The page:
Visual search reveals a critical component to shape

James Edwin Dickinson, Krystle Haley, Vanessa Kathleen Bowden, David Russel Badcock

Research output: Contribution to journalArticlepeer-review

17 Citations (Scopus)


Objects are often identified by the shape of their contours. In this study visual search tasks were used to reveal a visual dimension critical to the analysis of the shape of a boundary-defined area. Points of maximum curvature on closed paths are important for shape coding and it was shown here that target patterns are readily identified amongst distractors if the angle subtended by adjacent curvature maxima at the target pattern’s centre differs from that created in the distractors. A search asymmetry, indicated by a difference in performance in the visual search task when the roles of target and distractor patterns are reversed, was found when the critical subtended angle was only present in one of the patterns. Performance for patterns with the same subtended angle but differing local orientation and curvature was poor, demonstrating insensitivity to differences in these local features of the patterns. These results imply that the discrimination of objects by the shape of their boundaries relies on the relative positions of their curvature maxima rather than the local properties of the boundary from which these positions are derived.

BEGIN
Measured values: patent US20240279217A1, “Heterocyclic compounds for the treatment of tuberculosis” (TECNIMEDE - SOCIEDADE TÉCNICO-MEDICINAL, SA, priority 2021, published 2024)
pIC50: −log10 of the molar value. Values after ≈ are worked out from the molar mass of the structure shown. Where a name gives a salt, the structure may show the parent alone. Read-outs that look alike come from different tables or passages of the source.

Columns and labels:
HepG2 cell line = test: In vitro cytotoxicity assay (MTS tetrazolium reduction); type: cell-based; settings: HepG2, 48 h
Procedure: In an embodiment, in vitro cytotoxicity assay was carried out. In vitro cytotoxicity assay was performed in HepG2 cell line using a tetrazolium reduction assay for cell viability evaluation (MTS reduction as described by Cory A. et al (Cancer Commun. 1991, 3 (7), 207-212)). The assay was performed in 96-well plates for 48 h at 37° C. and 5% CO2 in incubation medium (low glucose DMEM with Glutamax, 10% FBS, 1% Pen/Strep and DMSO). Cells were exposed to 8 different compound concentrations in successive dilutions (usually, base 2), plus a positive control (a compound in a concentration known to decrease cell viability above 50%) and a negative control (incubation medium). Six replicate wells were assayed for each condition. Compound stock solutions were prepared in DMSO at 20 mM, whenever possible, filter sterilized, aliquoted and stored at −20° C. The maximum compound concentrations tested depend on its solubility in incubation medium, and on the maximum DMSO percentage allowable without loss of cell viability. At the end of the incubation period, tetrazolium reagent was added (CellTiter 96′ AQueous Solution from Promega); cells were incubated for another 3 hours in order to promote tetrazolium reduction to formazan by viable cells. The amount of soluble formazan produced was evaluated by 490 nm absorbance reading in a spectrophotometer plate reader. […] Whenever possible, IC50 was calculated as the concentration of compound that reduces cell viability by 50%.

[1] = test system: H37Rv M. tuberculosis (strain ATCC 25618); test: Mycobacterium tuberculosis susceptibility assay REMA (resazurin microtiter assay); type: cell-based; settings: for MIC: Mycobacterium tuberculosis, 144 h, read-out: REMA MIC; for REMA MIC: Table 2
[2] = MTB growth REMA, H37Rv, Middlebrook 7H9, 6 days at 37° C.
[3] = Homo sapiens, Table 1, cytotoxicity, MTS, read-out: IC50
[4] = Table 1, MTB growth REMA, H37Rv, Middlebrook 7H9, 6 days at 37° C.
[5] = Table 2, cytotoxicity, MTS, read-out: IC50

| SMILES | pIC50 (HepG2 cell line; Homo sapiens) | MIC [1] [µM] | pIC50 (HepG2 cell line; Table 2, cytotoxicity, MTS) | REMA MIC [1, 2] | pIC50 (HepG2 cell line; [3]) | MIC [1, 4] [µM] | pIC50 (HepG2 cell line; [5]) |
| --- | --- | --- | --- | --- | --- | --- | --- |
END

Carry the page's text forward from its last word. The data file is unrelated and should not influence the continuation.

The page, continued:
Original languageEnglish
Article number2
Pages (from-to)1-25
Number of pages25
JournalJournal of Vision
Issue number2
Publication statusPublished - 1 Feb 2018

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